Sigur Ros

Me Su Í Eyrum Vi Spilum Endalaust

As incongruous sights go, it was up there with seeing Kasabian doing Swan Lake. In 2000, when the relatively unknown Sigur Rós played All Tomorrow’s Parties, I saw the four unearthly Icelandic pixies gaze through the dilapidated doorway of Camber Sands’ number one greasy spoon. They looked bewildered, and melted away, refusing to cross the threshold.

It’s an appropriate metaphor for their career thus far: proffering four albums of uncompromising, reverb-drenched, atmospheric soundscapes comprised of floaty guitars, orchestration and pianos, they’ve avoided crossing over into the grubby mainstream. And, in the process, become as quietly massive as one of those glaciers it’s mandatory to mention in every Sigur Rós review.

Sure, very occasionally, they’ve appeared a little anaemic – My Bloodless Valentine, if you like – but they’ve always done beauty as brilliantly as their shimmering forebears the Cocteau Twins. It’s all tunes having the delicate elegance of finely wrought Victorian music boxes one minute, and drifting into the epic sound of Ursa Major imploding the next. No wonder Radiohead love them.

This album has moments to rival their best work (most notably ‘Festival’, ‘Fljótavík’ and ‘Ára bátur’, which are like being force-fed clouds) but things have changed chez Sigur Rós. Whether it’s the relentless perfectionism of their back catalogue, or all those years of being name-checked by Coldplay, Brad Pitt and Metallica, or perhaps they’ve just got out more, but they’re looser and exploring new musical territory.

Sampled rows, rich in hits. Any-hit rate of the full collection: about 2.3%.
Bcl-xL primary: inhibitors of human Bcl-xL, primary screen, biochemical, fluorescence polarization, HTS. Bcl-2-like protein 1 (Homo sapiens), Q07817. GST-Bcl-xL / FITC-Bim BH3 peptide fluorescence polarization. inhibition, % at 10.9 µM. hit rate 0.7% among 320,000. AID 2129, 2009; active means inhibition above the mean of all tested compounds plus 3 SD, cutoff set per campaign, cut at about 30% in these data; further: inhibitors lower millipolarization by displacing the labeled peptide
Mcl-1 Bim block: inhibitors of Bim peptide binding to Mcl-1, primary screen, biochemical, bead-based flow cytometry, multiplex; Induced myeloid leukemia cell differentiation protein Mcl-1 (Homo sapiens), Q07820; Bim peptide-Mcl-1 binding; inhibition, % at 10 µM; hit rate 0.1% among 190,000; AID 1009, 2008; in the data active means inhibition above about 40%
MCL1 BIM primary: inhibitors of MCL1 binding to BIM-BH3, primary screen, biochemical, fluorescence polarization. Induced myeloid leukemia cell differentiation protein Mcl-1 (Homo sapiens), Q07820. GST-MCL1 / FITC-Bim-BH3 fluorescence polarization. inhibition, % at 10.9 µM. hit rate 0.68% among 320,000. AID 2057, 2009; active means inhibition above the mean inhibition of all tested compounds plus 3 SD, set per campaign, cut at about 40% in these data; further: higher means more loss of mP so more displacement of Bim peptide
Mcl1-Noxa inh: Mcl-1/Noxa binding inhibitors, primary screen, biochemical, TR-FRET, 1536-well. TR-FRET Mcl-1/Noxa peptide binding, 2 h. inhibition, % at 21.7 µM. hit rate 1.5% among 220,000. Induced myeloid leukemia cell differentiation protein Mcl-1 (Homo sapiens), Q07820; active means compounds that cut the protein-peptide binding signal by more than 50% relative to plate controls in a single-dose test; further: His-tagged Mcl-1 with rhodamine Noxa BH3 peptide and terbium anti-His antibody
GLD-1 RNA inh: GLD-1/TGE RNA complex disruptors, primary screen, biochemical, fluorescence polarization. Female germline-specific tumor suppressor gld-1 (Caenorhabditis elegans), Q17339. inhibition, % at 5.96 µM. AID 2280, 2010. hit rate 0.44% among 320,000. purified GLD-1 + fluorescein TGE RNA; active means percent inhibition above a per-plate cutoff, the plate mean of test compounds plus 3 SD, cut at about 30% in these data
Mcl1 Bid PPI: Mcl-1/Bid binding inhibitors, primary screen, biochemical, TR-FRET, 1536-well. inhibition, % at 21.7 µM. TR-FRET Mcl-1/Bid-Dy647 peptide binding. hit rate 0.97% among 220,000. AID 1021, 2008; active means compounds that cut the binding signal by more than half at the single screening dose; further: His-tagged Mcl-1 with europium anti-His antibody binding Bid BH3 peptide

Thus the opener and recent download ‘Gobbledigook’ is Flaming Lips’ ‘Yeah Yeah Yeah Song’ born aloft by la-las and handclaps; ‘Inní mér syngur vitleysingur’ hitches The Beatles’ ‘Lady Madonna’ piano to Arcade Fire’s beat; ‘Illgresi’’s acoustic folk is uncharacteristically intimate and hence a joy. The fact that these songs never lapse into ‘That’s What I Call Icelandic Indie Hits Vol 23’, is down to the unique way they channel these influences.

Yet, there’s no suppressing the fact that, ironically, in loosening up and stretching their wings they’ve become a little more earthbound. Where once they conjured up the sound of, um, glaciers drifting across the surface of the moon, occasionally here it lapses into the sound of a wheelie bin being dragged across HMV’s backyard; the worst culprit being ‘Við spilum endalaust’ which is Coldplay in piano-bothering ‘Clocks’-mode.

Even this false note cannot dispel the underlying spirited otherworldliness in their souls. They won’t be hanging out with The Pigeon Detectives in any greasy spoons for some while yet; thankfully it’s still geysers rather than geezers.

Anthony Thornton